Today is the Mayoral election in Toronto
The likelihood is that John Tory, a more traditional candidate will win as all four of the major local newspapers endorsed him over Olivia Chow, Doug Ford, and other candidates ("There's no excuse to skip this Toronto campaign-season finale," Globe and Mail).
suggests that Olivia Chow would be a better choice, because while transit was perhaps the biggest agenda item ("Transit tracks high as voter priority but platforms underwhelm," Star) during the campaign (other than Rob Ford and the Ford Nation), dealing with poverty and inequality is perhaps one of the city's most serious issues going forward.
Toronto's municipal politics have been insane for the past four years with the election of suburban resident Rob Ford as Mayor. He junked the "Transit City" expansion initiative of the previous government--although it turns out in a weak mayor system he didn't have that power--and on transit and most other issues, including his false statements that billions of dollars of waste present in government would allow for significant tax reductions, and government move towards standstill.
Over the past couple years, Ford was implicated in drug use, and he took a leave of absence for a stay in rehabilitation. He was running for reelection, but then was diagnosed as having cancer, so he stepped out of the campaign for Mayor and asked his brother Doug to run in his place.
Suburban-urban divide. Interestingly, the election of Rob Ford shows one of the problems that can come from the merger of center city and suburban jurisdictions into a consolidated "center city" as the suburban electorate tends to be larger than the number of residents in the center city.
In the case of Toronto and London, the suburbs vote Conservative and the inner city votes progressive ("Life after Ford: A City As Divided As Ever," Toronto Globe and Mail). Although note that the outer suburbs and cities, not part of Toronto's consolidated city, are expected to vote for candidates affiliated with the Liberal Party ("Red wave of mayors expected to sweep across 905 cities," Globe and Mail).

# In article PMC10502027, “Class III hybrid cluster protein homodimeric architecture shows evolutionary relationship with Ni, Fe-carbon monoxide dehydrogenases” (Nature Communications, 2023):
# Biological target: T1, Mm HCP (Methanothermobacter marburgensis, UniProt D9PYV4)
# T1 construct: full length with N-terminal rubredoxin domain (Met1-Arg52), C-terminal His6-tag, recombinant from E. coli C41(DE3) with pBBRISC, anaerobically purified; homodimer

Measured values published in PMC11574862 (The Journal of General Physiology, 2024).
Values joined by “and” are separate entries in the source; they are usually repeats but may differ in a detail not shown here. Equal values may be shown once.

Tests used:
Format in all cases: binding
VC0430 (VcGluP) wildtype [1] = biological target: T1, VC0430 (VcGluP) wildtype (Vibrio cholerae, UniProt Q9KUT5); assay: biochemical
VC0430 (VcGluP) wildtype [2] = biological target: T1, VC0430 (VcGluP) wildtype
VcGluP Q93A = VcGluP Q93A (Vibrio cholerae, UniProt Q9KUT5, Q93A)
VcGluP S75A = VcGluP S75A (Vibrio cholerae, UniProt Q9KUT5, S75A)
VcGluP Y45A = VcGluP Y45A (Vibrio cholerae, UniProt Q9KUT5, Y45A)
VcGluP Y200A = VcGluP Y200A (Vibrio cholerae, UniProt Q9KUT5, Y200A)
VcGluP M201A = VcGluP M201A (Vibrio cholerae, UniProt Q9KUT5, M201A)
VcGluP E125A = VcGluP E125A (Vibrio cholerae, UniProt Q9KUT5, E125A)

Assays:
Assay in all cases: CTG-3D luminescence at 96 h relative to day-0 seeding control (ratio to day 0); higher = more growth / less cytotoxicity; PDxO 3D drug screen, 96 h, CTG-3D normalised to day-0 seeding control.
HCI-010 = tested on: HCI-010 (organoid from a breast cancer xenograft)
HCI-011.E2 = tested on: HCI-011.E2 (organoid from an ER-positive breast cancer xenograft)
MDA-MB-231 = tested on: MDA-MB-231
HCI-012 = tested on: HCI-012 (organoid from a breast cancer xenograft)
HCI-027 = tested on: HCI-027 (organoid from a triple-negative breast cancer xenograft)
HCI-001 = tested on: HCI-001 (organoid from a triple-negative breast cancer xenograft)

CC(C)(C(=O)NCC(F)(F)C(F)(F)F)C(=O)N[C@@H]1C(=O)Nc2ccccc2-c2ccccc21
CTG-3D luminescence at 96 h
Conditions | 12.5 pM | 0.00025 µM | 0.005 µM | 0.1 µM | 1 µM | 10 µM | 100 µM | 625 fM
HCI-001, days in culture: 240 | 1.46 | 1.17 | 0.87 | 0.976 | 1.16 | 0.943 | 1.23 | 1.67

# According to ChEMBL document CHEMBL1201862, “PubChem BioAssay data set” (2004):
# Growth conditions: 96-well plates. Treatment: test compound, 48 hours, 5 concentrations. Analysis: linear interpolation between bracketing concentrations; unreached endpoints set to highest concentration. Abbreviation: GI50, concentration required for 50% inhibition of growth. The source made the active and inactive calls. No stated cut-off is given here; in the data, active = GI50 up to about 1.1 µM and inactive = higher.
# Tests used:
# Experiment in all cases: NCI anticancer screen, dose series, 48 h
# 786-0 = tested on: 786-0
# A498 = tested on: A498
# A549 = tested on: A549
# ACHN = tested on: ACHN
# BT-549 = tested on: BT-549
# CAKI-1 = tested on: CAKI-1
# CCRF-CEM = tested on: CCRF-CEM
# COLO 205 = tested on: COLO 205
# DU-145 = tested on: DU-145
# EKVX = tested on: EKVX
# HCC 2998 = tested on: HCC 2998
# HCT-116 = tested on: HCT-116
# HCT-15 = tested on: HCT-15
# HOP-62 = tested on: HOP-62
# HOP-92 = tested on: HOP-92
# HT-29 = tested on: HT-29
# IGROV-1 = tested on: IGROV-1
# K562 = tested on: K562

From the article
Mr. Ford’s simplistic promises to fight for taxpayers, run city hall like a business, and “stop the gravy train” struck a chord with many voters. If he had a history of off-kilter behaviour and ugly rants, many voters were too fed up to care. Mr. Ford took 47 per cent of the vote, easily besting second-place George Smitherman, a former Ontario deputy premier, who took 36 per cent. “People took the biggest hand grenade they could find and they threw it,” says pollster Darrell Bricker, chief executive of Ipsos Public Affairs.Would allowing local municipal political parties help Toronto? At the local level, Ontario doesn't allow for the formation of municipal political parties ("Province urged to allow municipal political parties," National Post). In other provinces the rule is that provincial and federal parties can't have municipal affiliates. Instead, locally focused parties can be created and are distinct from national and provincial parties.
Their anxieties and frustrations have not gone away. Toronto is, by almost any measure, a fantastically successful city. ... But as it grows, Toronto is changing, and not everyone is happy about it. Established, older residents in the car-dependent suburbs see their way of life under threat amid all the chatter about the evils of the automobile and the virtues of urban density. New immigrants often find it hard to get a foot on the first rungs of the economic ladder. Young couples despair of ever owning a house in a market where a narrow Victorian on a treed downtown street can go for more than a million dollars. People everywhere fume about the congested roads and crowded subways, buses and streetcars.
Montreal and Vancouver are known for having particularly active and municipally-focused parties. And while local politics isn't necessarily perfect in those cities (Montreal went through a massive pay-for-play bribery scandal recently) by contrast in Toronto, it's a free for all.
Having local parties would be less worse than the current practice of political disaggregation and disorganization.